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Sweden’s top skater rules out defying NHL for Olympic place

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Swedish defenseman Erik Karlsson, the only player to make the NHL’s First All-Star Team each of the last three seasons, will not be going to the PyeongChang Olympics.

The Ottawa Senators captain said he will not follow the lead of Russian Alex Ovechkin, who has said he plans to play in PyeongChang despite the NHL not taking a schedule break to send players to the Winter Games.

“You can have guys go and ask their owners if they can go and play,” Karlsson said on Sportsnet on Thursday. “Am I going to do that? Would I like to do that? Yeah, I would like to go to play in the Olympics. But am I going to? I’m not. I’m not going to leave in the middle of February, leave my teammates, go and ask if I can go do something on my own. So yeah, the door is completely shut, unfortunately, for NHL players to go and play in the Olympics.”

Not exactly. Ovechkin could still go, though the NHL hasn’t yet announced what punishments — if any — players and teams would face for Olympic participation.

International Ice Hockey Federation president Rene Fasel said his organization and the NHL have a verbal agreement to respect the NHL’s decision and not allow NHL players in PyeongChang, according to Sport-Express in Russia on Friday. That would mean that if Ovechkin is under contract with the Washington Capitals come February, he wouldn’t be allowed to play in PyeongChang.

Another Russian superstar, Evgeni Malkin, recently said he’s still holding out hope to be an Olympic exception.

Both USA Hockey and Hockey Canada are moving on, saying their 25-man Olympic teams will be made up of players not in the NHL.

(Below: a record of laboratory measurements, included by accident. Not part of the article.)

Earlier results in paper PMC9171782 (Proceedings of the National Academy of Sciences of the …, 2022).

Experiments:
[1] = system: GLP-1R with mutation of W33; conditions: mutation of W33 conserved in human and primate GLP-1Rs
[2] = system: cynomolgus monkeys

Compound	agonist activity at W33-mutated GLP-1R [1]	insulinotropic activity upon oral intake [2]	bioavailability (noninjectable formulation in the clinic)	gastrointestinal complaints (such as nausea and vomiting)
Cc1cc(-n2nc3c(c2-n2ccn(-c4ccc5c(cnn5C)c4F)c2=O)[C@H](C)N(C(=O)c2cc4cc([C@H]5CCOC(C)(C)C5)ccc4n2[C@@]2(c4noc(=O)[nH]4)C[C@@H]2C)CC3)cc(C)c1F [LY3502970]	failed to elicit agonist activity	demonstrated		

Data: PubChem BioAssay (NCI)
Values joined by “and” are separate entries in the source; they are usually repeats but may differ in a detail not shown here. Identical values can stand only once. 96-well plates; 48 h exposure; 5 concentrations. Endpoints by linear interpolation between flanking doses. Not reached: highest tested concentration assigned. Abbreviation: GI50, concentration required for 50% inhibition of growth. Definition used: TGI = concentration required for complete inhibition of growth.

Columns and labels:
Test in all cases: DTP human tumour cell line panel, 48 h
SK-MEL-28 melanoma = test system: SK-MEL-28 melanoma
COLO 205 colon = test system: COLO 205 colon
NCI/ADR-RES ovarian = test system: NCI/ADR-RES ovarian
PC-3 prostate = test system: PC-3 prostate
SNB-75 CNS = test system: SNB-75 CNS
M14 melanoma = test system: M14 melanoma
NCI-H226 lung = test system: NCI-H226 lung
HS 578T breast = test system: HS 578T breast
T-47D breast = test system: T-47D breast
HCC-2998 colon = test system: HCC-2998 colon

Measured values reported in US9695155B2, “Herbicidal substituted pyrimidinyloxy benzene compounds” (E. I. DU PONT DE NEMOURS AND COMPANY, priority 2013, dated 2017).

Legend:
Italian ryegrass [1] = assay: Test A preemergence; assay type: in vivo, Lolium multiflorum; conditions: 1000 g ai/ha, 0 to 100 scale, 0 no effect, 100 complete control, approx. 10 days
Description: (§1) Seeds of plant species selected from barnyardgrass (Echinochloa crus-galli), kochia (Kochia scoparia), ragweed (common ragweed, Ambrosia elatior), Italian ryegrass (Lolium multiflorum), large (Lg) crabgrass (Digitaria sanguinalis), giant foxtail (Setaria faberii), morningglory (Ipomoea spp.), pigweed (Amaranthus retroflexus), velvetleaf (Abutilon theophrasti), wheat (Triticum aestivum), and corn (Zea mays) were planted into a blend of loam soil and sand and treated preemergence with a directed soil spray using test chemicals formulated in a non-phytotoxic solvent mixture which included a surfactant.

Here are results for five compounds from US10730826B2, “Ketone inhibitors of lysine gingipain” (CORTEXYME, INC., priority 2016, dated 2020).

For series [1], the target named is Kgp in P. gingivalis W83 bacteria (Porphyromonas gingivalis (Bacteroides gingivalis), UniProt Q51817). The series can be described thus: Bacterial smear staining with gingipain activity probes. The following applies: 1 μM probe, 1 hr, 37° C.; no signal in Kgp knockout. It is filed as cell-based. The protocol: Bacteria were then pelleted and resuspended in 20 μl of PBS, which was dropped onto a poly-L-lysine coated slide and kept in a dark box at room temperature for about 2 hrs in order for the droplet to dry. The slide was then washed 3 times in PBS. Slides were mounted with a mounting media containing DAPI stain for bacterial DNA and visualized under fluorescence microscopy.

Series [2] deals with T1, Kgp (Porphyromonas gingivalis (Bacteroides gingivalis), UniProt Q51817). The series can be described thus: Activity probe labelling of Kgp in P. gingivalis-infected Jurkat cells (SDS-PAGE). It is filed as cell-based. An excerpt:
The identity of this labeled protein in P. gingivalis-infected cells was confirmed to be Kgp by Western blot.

Karlsson led Sweden to silver in Sochi, tying for the tournament lead with eight points and being named the best defenseman at the Winter Games.

Karlsson had previously declined to discuss whether he would try to play in PyeongChang back in April, when the NHL announced it would not send players to the Olympics for the first time since 1994.

Sweden’s longtime starting goalie, Henrik Lundqvist, has expressed disappointment (like many players) about the NHL-Olympic situation but hasn’t announced whether he will try and go the Ovechkin route. Neither has Sidney Crosby.

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MORE: USA Hockey reaches out to aging NHL players

What is the Alpine skiing team event?

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The Alpine skiing team event will make its Olympic debut in PyeongChang

How to watch
Friday, Feb. 23, 9:00 p.m. ET
LIVE EVENT STREAM

Olympic skiing has always been an individual sport. Simply, the fastest skier down the mountain wins the gold medal.

But the world’s best skiers will have to rely on their teammates for the first time in the team event, which is making its Olympic debut in PyeongChang.

The team event will feature 16 teams, or nations, of four athletes (two men and two women). The 16 teams will be arranged in a bracket-style, single-elimination format. Think NCAA March Madness.

A skier from each of the two competing nations will race down the course in a series of head-to-head slalom races. The winner will earn a point for his or her team. The team with the most points after four heats will advance. If the teams have the same number of points, the winner will be the nation with the lower combined time of its fastest male and female competitor.

Teams are allowed to have a maximum of two reserves.

France won the team event at the 2017 World Championships. The U.S., competing without Mikaela Shiffrin, was knocked out in the first round by Canada.

“It’s a really fun event,” said American AJ Ginnis. “The atmosphere—the fact that you get to race with girls and guys and it’s a team effort is really cool.”

Men’s snowboard big air preview

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Now that Anna Gasser of Austria has successfully captured the first-ever Olympic gold medal in women’s snowboard big air, it’s almost time to crown the first-ever Olympic champion on the men’s side.

Big air snowboarding has progressed tremendously in recent years, and there’s been a lot of build-up to these Olympics, so expect heavy tricks to come out quickly in the final.

Or as Mark McMorris put it: “There’s probably [going to be] some mind-boggling s—.”

Every time there’s a big air event, there’s always talk about “quads” — a type of trick that features four inverted flips. It’s such a progressive trick that only two riders have landed a quad in competition, only a few others have done it in training, and many are hesitant to even try.

Read the full preview at NBCOlympics.com